Four Things I Wish I Knew Before Going Independent

After a few months at my very first job working at a broasted chicken shack, I knew I didn’t want to spend the rest of my career working for others. A few marketing jobs, a stint at an interactive agency and loads of stress later, I finally made the leap. When I first became a solopreneur, I was both excited and terrified — at the same time. Though I'd been planning to leave my job, a layoff hastened my first business venture. I had no idea what I was doing other than the fact that I wanted to work for myself. I learned so many things the really hard way.  I mean like pushing an elephant up a hill — and you’re in the elephant’s butt.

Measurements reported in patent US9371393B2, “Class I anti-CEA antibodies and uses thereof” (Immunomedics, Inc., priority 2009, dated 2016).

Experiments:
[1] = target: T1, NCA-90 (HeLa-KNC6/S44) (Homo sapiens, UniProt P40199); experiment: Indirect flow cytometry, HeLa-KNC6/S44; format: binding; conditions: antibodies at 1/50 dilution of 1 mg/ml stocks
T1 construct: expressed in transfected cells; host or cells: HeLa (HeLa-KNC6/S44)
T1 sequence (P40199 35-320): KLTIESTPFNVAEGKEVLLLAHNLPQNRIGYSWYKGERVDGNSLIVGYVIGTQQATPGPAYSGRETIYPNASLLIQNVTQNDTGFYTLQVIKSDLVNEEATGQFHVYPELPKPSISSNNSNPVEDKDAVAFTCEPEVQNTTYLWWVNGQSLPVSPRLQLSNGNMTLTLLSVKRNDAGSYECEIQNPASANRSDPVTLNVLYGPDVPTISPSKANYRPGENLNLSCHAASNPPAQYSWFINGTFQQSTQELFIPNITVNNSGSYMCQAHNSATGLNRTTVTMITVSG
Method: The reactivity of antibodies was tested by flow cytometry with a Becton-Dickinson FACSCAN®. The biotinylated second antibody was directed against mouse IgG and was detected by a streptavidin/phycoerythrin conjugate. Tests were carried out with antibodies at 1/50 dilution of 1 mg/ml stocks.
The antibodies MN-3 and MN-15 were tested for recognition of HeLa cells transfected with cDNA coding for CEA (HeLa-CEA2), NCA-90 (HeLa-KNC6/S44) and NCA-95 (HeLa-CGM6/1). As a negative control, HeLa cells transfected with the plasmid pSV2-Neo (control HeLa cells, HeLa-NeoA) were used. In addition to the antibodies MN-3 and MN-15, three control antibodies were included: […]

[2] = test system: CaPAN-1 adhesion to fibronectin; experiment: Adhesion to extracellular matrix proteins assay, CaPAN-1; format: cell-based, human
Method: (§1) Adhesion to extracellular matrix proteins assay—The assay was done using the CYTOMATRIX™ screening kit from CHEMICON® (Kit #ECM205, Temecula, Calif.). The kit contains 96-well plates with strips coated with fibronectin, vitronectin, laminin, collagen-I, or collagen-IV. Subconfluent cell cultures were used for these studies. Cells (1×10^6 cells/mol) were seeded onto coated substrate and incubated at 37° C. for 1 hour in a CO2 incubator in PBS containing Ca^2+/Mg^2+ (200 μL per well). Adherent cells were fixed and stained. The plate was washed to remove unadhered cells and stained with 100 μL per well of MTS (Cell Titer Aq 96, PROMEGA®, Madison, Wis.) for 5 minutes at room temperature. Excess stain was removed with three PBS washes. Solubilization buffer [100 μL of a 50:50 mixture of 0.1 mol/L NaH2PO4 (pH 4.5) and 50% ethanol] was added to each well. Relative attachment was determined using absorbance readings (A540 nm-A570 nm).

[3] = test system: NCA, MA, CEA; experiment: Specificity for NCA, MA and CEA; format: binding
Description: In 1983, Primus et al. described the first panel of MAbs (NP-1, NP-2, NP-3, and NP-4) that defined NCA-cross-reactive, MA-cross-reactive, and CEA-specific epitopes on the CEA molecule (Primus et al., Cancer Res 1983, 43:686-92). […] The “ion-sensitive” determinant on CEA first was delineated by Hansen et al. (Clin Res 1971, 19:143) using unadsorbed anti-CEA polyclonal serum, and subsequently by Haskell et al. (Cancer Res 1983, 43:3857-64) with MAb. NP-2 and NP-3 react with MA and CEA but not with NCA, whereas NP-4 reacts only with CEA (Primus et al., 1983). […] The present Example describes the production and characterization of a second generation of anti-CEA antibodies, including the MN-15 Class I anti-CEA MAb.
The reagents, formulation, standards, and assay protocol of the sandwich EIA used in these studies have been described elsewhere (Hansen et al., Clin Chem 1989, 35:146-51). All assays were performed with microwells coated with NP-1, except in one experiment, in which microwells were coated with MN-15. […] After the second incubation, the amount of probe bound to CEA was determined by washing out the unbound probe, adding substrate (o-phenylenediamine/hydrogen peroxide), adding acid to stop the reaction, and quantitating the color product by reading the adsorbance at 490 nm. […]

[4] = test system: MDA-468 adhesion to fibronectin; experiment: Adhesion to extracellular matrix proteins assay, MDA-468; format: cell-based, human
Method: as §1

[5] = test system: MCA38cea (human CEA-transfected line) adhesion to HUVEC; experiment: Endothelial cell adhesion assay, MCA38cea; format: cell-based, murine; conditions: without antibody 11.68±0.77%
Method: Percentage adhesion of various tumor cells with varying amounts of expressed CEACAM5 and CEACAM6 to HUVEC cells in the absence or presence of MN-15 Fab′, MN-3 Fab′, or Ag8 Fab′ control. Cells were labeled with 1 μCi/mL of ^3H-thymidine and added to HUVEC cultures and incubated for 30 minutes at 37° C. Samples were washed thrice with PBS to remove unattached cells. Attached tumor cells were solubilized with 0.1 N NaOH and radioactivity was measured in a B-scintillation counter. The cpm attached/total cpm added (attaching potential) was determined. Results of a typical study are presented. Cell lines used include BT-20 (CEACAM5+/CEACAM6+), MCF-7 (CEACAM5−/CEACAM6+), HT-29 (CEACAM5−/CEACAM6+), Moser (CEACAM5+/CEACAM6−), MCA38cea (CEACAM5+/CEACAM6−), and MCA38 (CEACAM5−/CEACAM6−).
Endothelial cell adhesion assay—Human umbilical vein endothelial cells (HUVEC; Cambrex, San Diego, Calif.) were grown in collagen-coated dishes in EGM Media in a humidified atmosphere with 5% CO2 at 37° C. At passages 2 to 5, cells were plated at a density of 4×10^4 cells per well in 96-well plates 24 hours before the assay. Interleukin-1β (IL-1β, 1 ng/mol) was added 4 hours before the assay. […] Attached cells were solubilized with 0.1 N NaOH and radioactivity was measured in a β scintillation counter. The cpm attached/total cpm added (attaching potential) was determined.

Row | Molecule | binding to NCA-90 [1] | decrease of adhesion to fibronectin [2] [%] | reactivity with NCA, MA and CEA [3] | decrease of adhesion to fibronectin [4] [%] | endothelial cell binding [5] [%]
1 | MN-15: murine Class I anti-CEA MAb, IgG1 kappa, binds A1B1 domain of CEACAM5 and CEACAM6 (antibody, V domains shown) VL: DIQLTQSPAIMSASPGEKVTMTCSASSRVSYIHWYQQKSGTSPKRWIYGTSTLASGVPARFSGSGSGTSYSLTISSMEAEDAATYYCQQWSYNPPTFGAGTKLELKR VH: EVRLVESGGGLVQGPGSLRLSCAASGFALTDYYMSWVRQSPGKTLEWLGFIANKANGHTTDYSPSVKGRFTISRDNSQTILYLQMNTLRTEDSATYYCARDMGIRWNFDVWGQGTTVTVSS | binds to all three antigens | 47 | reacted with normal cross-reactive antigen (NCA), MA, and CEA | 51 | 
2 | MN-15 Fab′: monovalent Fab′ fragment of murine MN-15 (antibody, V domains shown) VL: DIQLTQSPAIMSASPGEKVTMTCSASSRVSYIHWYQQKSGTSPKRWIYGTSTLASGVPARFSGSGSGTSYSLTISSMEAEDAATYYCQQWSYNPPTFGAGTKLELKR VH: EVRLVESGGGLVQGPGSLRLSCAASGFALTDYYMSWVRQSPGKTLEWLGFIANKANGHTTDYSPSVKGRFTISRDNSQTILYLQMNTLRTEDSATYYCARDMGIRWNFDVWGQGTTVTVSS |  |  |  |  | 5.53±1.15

When you become a solopreneur, you bet on yourself. Here are four things I wish I knew during my early years as an independent that would have made it easier.

1) How to manage instability

Traditional jobs offer a level of stability that can be hard to come by for solopreneurs — especially in the early years. When I went on my own, I knew there would be instability, but I wasn’t prepared for how wide the swings would be, or how long they’d last (years rather than months). Some months I far exceeded my projections while others months the number was far lower, even $0 at times. At first, I thought I was just a failure. Then I realized that just about every solopreneur experiences income instability.

Coming up with projections for your business is smart, but you can’t treat those projections as a budget. Income variability made budgeting tough, especially when it came to paying taxes or putting money into a personal savings account.